Credit Unions - Increasing Interest Rates is this a wise move?

In the last blog we looked at reducing interest rates on loans mainly due to high levels of liquidity in the sector and to generate more income.

What would happen if interest rates were increased? Members could leave and the loan book could drop but how far can you go with price increases

Let’s take the same example

We have a Credit Union , CU Ltd, which has the following numbers:

CU Ltd

Key Numbers

Loans

2,500,000

Cash

500,000

Interest on Loans

500,000

Cost of Loans

300,000

GP%

40%

Overheads

150,000

Reserves b/fwd

100,000

Reserves for year

50,000

Net Reserves

150,000

CA Ratio

5%

CU Ltd, as before, is operating just at the minimum level for its size in terms of capital and is making 40% gross margin on the loans. Liquidity is healthy due to high levels of cash. Interest rates are charged at 20% on all loans.

Increase Interest Rates

If CU Ltd increases rates by 20% but this results in a 20% reduction in loans from new members what happens to the net profit position and capital adequacy.

CU Ltd

Key Numbers

Reduce interest rates by 20% Increase loans by 20%

Loans

2,500,000

2,000,000

Cash

500,000

1,000,000

Interest on Loans

500,000

480,000

Cost of Loans

300,000

240,000

GP%

40%

50%

Overheads

150,000

150,000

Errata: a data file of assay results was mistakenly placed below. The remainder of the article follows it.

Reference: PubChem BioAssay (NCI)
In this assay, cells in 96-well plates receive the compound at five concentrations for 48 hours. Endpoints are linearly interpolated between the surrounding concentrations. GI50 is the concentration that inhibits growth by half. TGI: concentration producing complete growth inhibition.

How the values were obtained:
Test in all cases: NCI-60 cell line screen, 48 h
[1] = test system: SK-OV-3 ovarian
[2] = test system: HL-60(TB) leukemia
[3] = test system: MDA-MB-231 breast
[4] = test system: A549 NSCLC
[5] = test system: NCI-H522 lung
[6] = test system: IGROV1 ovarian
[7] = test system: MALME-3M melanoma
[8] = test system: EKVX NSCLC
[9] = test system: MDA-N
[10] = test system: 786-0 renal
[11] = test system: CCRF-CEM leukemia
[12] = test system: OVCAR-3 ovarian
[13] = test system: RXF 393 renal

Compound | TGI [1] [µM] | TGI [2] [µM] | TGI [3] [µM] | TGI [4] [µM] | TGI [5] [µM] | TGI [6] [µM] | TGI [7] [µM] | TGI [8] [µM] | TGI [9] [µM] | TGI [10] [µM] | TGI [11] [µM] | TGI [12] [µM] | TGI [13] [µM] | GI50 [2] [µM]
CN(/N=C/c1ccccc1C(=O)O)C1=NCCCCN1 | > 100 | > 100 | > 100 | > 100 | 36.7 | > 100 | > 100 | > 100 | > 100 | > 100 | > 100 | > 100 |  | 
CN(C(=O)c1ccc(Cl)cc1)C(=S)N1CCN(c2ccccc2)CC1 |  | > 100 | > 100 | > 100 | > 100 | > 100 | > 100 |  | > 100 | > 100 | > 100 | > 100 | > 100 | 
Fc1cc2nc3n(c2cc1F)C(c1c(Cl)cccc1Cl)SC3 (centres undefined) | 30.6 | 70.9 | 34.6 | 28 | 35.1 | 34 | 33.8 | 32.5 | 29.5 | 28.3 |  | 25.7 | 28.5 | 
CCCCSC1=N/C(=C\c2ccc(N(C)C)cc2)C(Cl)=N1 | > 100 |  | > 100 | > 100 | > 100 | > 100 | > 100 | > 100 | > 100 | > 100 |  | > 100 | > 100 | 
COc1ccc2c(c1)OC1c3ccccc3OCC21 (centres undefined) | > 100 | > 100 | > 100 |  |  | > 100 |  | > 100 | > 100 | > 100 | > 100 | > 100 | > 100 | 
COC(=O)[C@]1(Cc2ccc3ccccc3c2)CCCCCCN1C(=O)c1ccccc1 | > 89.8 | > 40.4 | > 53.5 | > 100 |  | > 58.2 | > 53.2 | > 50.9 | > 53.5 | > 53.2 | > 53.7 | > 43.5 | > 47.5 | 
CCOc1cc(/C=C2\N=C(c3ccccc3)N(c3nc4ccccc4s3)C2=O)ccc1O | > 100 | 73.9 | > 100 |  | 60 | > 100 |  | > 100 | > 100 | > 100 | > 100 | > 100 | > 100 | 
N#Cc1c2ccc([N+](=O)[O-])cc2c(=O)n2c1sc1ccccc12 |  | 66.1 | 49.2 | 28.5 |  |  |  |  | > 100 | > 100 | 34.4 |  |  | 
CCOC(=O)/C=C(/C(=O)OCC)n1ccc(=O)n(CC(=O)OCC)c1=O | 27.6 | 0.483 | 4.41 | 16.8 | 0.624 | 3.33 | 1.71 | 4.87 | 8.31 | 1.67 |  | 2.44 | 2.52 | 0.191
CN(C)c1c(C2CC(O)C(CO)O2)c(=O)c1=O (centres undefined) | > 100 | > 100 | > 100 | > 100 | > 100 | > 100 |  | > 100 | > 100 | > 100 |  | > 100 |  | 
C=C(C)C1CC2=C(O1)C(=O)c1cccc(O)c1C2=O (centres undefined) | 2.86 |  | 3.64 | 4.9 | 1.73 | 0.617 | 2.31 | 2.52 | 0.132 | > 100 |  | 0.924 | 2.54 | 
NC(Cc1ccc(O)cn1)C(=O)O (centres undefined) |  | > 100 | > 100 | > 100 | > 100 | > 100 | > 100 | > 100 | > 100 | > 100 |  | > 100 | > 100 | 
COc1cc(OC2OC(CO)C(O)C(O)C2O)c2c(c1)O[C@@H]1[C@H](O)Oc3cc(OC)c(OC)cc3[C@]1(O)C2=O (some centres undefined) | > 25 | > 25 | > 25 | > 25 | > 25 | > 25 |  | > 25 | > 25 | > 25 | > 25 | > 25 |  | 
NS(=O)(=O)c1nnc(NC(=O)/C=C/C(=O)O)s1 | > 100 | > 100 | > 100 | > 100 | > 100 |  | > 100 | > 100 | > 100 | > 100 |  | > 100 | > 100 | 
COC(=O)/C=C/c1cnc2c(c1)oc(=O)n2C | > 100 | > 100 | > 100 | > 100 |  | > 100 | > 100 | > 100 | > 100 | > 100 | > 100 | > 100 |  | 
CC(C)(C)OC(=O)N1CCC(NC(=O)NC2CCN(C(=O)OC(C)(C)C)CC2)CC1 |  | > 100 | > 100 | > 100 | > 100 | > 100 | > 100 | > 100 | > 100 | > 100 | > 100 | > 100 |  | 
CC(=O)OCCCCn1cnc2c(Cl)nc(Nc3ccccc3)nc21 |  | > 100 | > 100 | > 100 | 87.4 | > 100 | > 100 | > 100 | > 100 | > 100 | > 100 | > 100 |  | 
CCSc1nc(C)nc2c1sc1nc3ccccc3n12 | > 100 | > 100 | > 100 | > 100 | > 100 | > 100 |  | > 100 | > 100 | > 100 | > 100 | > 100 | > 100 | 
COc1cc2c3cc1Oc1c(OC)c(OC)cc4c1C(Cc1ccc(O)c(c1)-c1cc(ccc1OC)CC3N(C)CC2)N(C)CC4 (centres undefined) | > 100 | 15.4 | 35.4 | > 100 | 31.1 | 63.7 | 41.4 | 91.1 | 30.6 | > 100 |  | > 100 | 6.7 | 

Reserves b/fwd

100,000

100,000

Reserves for year

50,000

90,000

Net Reserves

150,000

190,000

CA Ratio

5%

6.33%


As you will see the current position has changed first by increasing prices by 20% means interest rates have increased to 24% from 20%. With the increase this means 20% of the loan book is reduced and this therefore reduces income from £500,000 to £480,000.

Profit increases…

With 20% less in customers’/loans direct costs have reduced by 20% from £300,000 to £240,000. That’s £60,000 reduction in direct costs and this increases profit by £40,000 overall from the original position to generate a profit of £90,000. Not only that the margin on loans has increased making the credit union more efficient.

For CU Ltd to get back to the initial profit position it could afford to lose £834,000 of its loan book, that’s a 33% reduction.

Although liquidity is high the capital adequacy is better managed. Again though delinquency isn’t taken into consideration nor is the member mix.  The message however compared with reducing prices is that increasing prices is better.

Do however consider the following before increasing all the products rates

  • Be selective if you are considering an increase, take risk into consideration and do not do it for the whole loan book.
  • Having cash isn’t a bad thing even if the liquidity is high. It is easier to control a credit union’s finances with higher liquidity than trying to manage a loss making, low capital adequacy model.
  • Understand your loan book and the different products and always follow the loan policy
  • Understand how the cost of the loan is made up to ensure costs can be mitigated if the loan book is reduced.
  • Model the impact of the increases and to see how it will impact on the overall numbers before making the decision to go ahead.
  • Seek professional advice if you are unsure

If you wish to look at pricing in more detail for your credit union speak to:
Philip Jones at Hallidays 0161 476 8276
www.hallidays.co.uk/services/specialisms/credit-unions

Posted 20th May 2015

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